I read an interesting, if a bit quirky, little book a short time back called "The Watchman's Rattle," whose premise is that over the history of our species, societies tend to grow in scale and sophistication… to the point of inevitable collapse, as a result of our mind's inability to cope with the resulting non-linear expansion of complexity. At the time I filed it under "imaginative pseudo-science."
The events of the past few years give pause however: Financial meltdown, precipitated by a greed-begat swan of black color and petards self-hoisted by corporate dandys of all pin-stripes. Political polarization to the point of absurdity ("I am not a witch") and dysfunction (state legislators scurrying away to avoid a quorum). Religious tectonics along the north 10th parallel fueling non-stop spasms of violence in one part of the globe, and the inevitable geologic tectonics of another creating apocolyptic convergences of failure — all amplified in emotive power while drained of reason by our media priests.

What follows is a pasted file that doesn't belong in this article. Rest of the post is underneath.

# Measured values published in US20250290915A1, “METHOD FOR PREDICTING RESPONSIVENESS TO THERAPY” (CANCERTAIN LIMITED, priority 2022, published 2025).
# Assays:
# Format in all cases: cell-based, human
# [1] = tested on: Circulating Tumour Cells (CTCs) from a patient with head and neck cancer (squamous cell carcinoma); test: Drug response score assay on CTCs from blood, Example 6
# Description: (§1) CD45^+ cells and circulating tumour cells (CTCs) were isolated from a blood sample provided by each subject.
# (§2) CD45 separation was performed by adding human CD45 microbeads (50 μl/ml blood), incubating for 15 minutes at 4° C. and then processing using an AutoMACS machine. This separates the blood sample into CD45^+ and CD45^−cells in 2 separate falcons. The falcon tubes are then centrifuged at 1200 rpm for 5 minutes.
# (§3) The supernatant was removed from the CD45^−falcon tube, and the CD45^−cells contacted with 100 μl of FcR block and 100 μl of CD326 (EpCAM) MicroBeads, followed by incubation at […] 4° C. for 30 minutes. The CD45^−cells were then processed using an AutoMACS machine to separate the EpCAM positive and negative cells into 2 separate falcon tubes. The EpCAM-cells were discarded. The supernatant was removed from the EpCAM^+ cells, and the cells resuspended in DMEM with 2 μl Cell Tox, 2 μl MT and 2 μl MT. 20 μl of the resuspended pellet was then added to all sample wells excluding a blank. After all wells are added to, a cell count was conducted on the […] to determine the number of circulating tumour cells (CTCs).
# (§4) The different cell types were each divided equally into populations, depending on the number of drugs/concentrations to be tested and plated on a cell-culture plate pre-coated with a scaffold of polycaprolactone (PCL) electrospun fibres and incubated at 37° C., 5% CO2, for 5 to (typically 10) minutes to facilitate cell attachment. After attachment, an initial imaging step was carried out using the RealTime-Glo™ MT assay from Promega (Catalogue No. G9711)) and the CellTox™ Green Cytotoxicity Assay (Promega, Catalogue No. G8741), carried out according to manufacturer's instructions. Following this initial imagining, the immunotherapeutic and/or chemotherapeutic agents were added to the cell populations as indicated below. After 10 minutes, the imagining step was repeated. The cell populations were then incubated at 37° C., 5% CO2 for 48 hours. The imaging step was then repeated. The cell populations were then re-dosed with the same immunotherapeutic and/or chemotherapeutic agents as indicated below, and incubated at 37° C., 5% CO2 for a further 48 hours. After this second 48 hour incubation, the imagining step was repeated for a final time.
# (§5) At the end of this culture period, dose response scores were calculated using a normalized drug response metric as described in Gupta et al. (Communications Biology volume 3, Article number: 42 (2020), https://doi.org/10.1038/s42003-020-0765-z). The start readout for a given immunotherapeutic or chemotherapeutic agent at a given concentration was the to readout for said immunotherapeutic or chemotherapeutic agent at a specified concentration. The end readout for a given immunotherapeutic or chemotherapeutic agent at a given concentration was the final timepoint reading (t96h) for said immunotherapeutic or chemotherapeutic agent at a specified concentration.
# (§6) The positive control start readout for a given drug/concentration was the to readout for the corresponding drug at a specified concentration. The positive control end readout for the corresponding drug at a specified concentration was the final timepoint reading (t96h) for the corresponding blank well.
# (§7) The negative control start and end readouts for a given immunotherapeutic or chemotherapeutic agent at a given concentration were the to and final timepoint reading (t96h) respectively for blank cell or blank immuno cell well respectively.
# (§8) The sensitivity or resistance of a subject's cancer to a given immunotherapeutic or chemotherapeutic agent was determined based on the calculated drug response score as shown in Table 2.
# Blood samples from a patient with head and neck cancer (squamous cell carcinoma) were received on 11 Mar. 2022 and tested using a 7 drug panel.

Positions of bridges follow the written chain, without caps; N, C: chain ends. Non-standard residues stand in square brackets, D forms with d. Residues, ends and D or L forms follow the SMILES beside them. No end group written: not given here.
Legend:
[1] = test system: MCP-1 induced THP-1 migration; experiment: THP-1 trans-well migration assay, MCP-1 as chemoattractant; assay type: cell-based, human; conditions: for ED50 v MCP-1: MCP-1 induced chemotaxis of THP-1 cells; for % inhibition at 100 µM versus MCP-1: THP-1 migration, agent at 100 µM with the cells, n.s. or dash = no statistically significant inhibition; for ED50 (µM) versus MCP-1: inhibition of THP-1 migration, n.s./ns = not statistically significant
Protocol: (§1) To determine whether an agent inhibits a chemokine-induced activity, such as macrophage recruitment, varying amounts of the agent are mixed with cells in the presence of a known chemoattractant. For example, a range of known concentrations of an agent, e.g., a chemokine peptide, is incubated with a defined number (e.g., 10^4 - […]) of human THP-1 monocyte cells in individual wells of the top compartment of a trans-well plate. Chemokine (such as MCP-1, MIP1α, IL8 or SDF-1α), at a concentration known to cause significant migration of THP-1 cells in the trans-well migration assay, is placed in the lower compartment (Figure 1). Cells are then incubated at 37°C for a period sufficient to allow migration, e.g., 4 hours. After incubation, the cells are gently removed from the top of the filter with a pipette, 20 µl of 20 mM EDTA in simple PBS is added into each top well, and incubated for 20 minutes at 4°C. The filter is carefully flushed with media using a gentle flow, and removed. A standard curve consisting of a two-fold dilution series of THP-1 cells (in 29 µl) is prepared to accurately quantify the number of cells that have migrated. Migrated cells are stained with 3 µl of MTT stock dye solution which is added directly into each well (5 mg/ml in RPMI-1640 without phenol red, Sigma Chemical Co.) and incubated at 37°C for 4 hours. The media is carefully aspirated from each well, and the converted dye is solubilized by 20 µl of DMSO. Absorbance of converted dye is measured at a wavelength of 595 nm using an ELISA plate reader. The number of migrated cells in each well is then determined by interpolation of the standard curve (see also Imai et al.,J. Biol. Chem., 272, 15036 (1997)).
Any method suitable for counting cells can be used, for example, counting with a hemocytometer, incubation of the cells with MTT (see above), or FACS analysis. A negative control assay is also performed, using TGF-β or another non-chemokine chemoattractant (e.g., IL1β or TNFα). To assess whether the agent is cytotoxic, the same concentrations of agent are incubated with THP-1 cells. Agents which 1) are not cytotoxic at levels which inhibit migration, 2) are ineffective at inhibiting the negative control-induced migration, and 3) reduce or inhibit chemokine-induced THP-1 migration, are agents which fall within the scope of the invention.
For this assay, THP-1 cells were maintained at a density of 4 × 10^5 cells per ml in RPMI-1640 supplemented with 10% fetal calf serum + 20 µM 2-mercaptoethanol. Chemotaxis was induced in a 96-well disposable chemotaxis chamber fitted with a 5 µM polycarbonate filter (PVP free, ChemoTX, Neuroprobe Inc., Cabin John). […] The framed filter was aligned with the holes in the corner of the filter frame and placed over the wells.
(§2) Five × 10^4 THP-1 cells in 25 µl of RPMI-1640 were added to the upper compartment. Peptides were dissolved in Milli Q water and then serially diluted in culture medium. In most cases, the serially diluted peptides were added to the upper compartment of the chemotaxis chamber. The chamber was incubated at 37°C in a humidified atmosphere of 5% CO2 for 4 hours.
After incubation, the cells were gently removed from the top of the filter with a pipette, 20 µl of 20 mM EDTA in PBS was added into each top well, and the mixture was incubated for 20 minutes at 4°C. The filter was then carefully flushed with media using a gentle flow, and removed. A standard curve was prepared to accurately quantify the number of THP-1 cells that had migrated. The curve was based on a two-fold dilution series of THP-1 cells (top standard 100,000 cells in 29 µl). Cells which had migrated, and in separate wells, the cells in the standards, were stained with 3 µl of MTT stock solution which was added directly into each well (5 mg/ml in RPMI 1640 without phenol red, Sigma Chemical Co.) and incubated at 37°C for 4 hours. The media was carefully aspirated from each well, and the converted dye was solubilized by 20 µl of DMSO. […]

Where are the reasoned men, leading, teaching and serving as examples of the "practical wisdom" Aristotle pointed us toward?
Perhaps the complexities of our times simply overwhelm? If so, I believe it's because the noise, accelerating novelty and confusion sets up a fog, within which lesser men and ideas can maneuver and emerge into positions of power and influence.
We must learn to see through that fog.
Not with goggles that mask the realities and truths of our times, collapsing them down to kindergarten nuggets on blackboards using smarmy bombast posing as "truth."
Not with smarter-than-thou rhetoric that ignores basic values and fails to deal with the world as it is.
Rather, with a penetrating gaze that sees things as they are, and with the wisdom to choose leaders who apply calm and steadfast courage in mounting a reasoned response.
I don't hear a rattle. I hear a clarion call…